According to the Internal Revenue Service, 6.5 million taxpayers paid $3 billion in ACA penalties for not having insurance in 2016.
Larry Levitt, vice president for special initiatives at the Kaiser Family Foundation, said in an interview that while it is “hard to tease out how much of an effect the individual mandate has had” on coverage, removing it even for a year could prompt some insurers to exit the ACA market.
“This would be a classic poison pill,” Levitt said.
While Trump signed an executive order his first day in office instructing federal agencies to provide Americans with ACA relief, the IRS informed tax professionals this week that they need to provide proof of insurance with tax returns filed for 2017.
"The 2018 filing season will be the first time the IRS will not accept tax returns that omit this information," the IRS announced in its notice Tuesday.
Trump has sent mixed signals about the substance of the Alexander-Murray plan, which was released Tuesday. He seemed to embrace it at first, then backed away. In general, he has seemed supportive of trying to come up with a bipartisan deal of some kind.
Senate Democrats have been pushing their Republican counterparts to bring the plan as it was released Tuesday to the Senate floor for a vote. But GOP leaders have declined to commit to doing so.
Trump ended the Cost Sharing Reduction subsidy payments, known as CSRs, arguing that they were funded illegally. But he appears open to Congress passing a measure to appropriating funding for them — provided Republicans get adequate concessions from Democrats. The payments, which cover roughly 7 million consumers, would cost taxpayers about $7 billion in 2017 if they were funded through the end of the year.
The bipartisan measure won new support Thursday, giving it 12 Democratic senators and 12 Republican senators as sponsors.
But it remains far from clear that Alexander and Murray will be able to hash out a compromise that can win the support of most Republicans. Without majority support from his own ranks, Senate Majority Leader Mitch McConnell (R-Ky.) will not bring the bill up for a vote, Republicans close to the process predicted.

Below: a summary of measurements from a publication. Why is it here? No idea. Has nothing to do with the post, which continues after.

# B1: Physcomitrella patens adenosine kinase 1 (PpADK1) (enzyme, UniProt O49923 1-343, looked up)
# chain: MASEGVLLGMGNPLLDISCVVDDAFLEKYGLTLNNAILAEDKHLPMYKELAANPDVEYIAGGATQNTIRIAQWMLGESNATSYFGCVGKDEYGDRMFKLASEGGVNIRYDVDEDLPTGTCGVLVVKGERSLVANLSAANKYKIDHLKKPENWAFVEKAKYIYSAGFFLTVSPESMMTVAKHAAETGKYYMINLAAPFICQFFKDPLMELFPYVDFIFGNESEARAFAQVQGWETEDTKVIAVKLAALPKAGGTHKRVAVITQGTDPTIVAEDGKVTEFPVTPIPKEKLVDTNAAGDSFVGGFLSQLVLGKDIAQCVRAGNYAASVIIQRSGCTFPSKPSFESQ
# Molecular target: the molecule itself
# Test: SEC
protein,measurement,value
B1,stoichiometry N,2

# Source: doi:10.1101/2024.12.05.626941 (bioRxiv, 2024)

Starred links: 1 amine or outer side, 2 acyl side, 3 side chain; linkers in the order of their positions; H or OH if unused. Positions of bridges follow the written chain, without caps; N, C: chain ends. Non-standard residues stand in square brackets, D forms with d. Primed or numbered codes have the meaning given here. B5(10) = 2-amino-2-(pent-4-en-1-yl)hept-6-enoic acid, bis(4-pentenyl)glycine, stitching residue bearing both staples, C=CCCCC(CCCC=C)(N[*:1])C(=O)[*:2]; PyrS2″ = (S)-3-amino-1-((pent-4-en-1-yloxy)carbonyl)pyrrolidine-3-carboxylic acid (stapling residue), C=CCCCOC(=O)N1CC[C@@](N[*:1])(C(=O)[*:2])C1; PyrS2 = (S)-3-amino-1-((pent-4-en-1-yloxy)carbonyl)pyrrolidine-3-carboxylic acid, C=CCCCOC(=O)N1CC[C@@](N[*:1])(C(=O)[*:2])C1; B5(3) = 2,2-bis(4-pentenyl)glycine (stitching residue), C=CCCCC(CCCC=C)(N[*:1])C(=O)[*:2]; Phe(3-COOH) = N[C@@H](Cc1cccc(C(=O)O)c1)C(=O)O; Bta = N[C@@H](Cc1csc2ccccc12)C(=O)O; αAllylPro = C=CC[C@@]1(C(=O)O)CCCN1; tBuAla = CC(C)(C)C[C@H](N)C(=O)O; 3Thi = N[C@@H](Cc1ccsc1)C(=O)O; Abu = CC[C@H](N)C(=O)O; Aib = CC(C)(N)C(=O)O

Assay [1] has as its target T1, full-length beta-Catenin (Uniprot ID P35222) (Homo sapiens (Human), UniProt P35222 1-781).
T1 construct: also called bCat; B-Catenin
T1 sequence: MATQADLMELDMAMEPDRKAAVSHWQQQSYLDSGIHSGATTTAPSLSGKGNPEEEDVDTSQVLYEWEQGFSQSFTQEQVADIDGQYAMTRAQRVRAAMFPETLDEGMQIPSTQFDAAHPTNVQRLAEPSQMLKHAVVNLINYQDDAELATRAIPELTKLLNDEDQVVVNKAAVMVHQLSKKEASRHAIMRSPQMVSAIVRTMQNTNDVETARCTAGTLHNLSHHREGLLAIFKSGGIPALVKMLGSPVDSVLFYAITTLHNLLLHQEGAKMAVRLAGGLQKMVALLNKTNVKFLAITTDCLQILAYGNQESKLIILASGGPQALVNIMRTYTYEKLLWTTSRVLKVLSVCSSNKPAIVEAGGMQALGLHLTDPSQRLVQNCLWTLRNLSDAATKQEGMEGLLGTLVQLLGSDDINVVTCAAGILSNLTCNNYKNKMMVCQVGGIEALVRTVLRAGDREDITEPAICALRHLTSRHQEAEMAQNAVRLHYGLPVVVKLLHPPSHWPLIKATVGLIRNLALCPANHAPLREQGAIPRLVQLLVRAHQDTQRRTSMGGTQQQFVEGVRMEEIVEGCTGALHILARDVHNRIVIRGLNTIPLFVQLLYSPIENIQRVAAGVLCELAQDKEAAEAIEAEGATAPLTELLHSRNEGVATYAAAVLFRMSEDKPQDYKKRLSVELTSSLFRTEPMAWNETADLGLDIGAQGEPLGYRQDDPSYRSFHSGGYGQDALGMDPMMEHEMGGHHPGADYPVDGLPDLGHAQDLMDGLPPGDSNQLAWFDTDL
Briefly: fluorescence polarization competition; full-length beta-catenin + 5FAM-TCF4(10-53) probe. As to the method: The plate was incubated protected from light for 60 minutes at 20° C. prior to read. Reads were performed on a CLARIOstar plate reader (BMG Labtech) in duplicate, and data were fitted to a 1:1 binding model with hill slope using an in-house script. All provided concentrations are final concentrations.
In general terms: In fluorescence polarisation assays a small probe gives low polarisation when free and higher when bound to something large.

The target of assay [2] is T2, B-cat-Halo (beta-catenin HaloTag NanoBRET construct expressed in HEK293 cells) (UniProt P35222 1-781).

At the same time that the administration is negotiating with lawmakers, it is defending in federal court its decision to cut off the CSR payments. Attorneys general for 18 states and the District of Columbia are seeking a temporary restraining order in the U.S. District Court for the Northern District of California that would force the federal government to continue making the payments.
In a brief filed Friday, acting assistant attorney general Chad Readler filed a motion asking for the court to reject the plaintiffs’ motion for preliminary relief, saying their claims “have not demonstrated an imminent risk of irreparable harm” from the cutoff in payments and the public interest weighs “heavily against a judicial decree mandating the expenditure of hundreds of millions of dollars in unappropriated taxpayer dollars every month.”
On Saturday a coalition of 29 state and national consumer groups, led by Families USA and the National Health Law Program, filed an amicus brief in support of the plaintiffs.
The state attorneys general, meanwhile, argued that the halt in subsidies “has caused health insurance premiums across the country to skyrocket, in some cases by as much as 30% . . . Many will be unable to afford the higher insurance, and will abandon the health insurance market altogether. That will harm not only the States’ residents but the States themselves, which will be forced to spend billions more on health care costs when these uninsured residents seek emergency care at State-funded facilities.”
Lawyers for both sides will argue the case before U.S. District Judge Vince Chhabria in a hearing Monday.
Tory Newmyer contributed to this report.